Car reviews - Rolls-Royce - Phantom - Coupe
28 Oct 2008
THE poster car for extreme capitalism is, so far, immune to the global financial meltdown. Despite having two fewer doors than the regular Phantom sedan, the new Phantom Coupe costs an extra $185,000 for a grand total of $1.1 million.
Australians have already placed orders for three Coupes and Rolls-Royce expects to confirm two more very soon. That will take care of this year’s allocation of Coupes, with eight more available next year.
Rolls-Royce introduced the ultimate symbol of affluence to a select group of wealthy potential customers at special dealer functions last week in Perth and Melbourne and is holding another event in Sydney tomorrow night.
The Phantom Coupe is more or less a Phantom convertible, which is officially known as the Drophead Coupe, with a solid roof.
Rolls-Royce will never say it, but the car has a slightly sportier tune than both the standard model and the convertible.
The new model is pushing the boundaries of the ultra-traditional brands in other ways as it is also available with new "Starlight Headlining", which is available as an option for an eye-popping $18,600.
Kitsch or cool depending on your taste, this feature consists of 1600 fibre optics built into the headlining to simulate a starry night sky inside the car.
The Coupe uses a modified version of the regular Phantom’s aluminium space frame, with extra strengthening designed for use with the convertible.
Thanks to the fact it has a fixed roof, the Coupe is stiffer than the drop-top and Rolls-Royce claims it is the most torsionally rigid car to wear the RR badge.
The Phantom Coupe shares the front-end styling of the Drophead Coupe, which is different to the regular sedan. Instead of the bolt-upright grille, the one used for the Coupe and convertible leans back a bit to give the car more of a performance look.
They also feature LED light strips that sit above the main headlights, which look like the automotive equivalent of eyes and eyebrows. The side profile reveals the Coupe is a far sleeker car than the regular Phantom, which has four doors and a rather upright C-pillar.
Of course, this is to maximise cabin room for the rear passengers. As Rolls-Royce says, many customers who buy the Phantom will be driven, while those who purchase the Phantom Coupe will want to drive it themselves.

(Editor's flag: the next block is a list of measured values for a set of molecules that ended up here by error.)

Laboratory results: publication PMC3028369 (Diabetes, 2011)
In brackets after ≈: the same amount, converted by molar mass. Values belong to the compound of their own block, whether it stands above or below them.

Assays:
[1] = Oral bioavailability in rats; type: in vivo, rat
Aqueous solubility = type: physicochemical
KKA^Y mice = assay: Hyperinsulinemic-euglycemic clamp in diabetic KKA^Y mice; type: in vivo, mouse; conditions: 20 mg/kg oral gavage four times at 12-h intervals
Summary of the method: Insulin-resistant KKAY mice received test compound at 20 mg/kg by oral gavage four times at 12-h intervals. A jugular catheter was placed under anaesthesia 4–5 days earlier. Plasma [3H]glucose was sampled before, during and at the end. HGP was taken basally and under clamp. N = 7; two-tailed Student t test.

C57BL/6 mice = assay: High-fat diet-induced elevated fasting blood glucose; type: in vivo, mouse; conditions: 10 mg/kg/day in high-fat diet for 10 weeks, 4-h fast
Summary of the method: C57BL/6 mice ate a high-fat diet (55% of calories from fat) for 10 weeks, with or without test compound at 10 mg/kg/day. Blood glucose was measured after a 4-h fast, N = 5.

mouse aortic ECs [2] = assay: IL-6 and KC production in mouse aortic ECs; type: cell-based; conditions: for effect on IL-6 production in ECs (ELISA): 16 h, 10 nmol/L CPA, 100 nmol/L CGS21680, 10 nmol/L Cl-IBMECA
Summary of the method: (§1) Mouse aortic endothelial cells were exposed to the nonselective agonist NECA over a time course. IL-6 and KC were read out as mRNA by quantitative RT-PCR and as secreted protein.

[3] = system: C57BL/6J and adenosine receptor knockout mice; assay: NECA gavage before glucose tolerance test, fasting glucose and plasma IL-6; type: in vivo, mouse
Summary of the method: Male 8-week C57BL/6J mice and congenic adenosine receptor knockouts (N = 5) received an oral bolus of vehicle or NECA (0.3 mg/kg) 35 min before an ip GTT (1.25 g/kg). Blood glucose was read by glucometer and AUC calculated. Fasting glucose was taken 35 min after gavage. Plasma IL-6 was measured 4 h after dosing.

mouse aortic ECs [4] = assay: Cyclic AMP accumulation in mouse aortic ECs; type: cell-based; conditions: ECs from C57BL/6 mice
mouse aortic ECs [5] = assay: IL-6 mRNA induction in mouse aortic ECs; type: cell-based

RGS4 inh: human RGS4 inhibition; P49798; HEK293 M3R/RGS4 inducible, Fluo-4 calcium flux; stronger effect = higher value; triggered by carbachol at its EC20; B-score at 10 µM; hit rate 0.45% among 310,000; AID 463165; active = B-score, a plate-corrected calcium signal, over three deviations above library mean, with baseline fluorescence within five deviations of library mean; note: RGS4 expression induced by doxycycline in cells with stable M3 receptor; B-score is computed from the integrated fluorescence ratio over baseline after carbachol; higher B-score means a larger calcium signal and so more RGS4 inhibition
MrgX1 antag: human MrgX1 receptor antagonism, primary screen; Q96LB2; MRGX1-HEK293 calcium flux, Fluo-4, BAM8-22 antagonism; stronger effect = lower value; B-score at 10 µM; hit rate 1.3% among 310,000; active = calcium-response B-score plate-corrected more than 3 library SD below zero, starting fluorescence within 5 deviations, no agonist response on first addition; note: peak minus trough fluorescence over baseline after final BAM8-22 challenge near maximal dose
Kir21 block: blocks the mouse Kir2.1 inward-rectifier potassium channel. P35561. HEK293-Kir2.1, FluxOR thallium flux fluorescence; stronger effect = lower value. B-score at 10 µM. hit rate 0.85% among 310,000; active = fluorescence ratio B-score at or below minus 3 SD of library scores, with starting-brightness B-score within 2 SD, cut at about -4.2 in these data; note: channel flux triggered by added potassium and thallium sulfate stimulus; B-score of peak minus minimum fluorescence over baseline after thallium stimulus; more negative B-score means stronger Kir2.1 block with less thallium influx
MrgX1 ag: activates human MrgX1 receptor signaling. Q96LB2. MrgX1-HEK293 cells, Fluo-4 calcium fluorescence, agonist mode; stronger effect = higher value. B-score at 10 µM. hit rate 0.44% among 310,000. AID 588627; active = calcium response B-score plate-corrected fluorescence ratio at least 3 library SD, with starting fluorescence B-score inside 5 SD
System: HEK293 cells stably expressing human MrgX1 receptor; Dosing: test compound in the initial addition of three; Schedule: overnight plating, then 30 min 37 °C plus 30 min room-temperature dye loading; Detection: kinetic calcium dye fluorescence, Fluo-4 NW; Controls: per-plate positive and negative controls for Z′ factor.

Like the convertible, the Coupe’s wheelbase is 250mm shorter than the regular Phantom, which has enabled Rolls-Royce engineers to make the car a bit more nimble than the standard car.
Rolls-Royce parent BMW likes its cars to have a 50/50 weight balance and the Phantom Coupe comes within a smidgeon of achieving that goal with a 49/51 split. Applying its own spin, Rolls-Royce says the slight rear bias “maximises straight line acceleration and traction.”
The Coupe runs self-levelling air suspension which can be raised for when one must traverse difficult terrain.
Rolls-Royce has fitted the Coupe with stiffer springs and upgraded damping rates, as well as a stronger rear anti-roll bar to sharpen up its handling, which is not something you usually associate with a car from Goodwood.
The steering assistance has also been modified in the interest of giving it more road feel.
The Coupe sits on massive 21-inch rims that sit on run-flat tyres. Rolls-Royce now uses the same style run-flats as BMW cars, which feature thicker side walls.
This is in contrast to the first Phantom, which used the Michelin Pax run-flat system that included a rubber layer around the wheel hub for extra support in the event of a puncture.
The Coupe is lighter than the other Phantoms, but still tips the scales at a festively plump 2590kg. When you have to arrest that kind of bulk in a hurry, it is best to have rather potent anchors.
The Coupe has twin-piston callipers at the front that latch onto huge 374mm discs and single-piston calliper that grab 370mm discs at the rear.
Just like the other Phantoms, the Coupe is powered by a 6.7-litre naturally aspirated V12 that generates a healthy 338kW of power and 720Nm of torque. An amazing 75 per cent of this power is available at just 1000rpm.
The meatiness of the engine allows the big Roller to overcome its bulk and blast from 0-100km/h in 5.8 seconds. It should be able to achieve a mind-numbing top speed, but has been limited to 250km/h like most other vehicles that are part of the BMW Group.
The Coupe also uses the same six-speed ZF automatic gearbox as other Phantoms, which is controlled by a steering column mounted shifter.
While the convertible is strictly a two-seater, the Coupe can carry four people in extreme comfort.
Its boot is fairly modest, with a maximum volume of 350 litres. Like the convertible, the Coupe has a split tailgate. This means the bootlid rises as normal, but the body section folds down to provide a bench seat.
The doors are rear-hinged and can close automatically at the touch of a button.
Inside, almost all surfaces are covered by wood, leather or metal. To give an idea of the attention to detail, the woodgrain panels are made up of 14 layers of wood and aluminium.
There is a roller ball on the dashboard and another in the centre console which is essentially a posh version of iDrive. This can be hidden when not in use.
Those worried about getting caught in the rain will also be relieved to know that the Coupe also features Rolls-Royce umbrellas, with carbon-fibre stalks, that slide into holes located in the A-pillar which are revealed when you open the doors.
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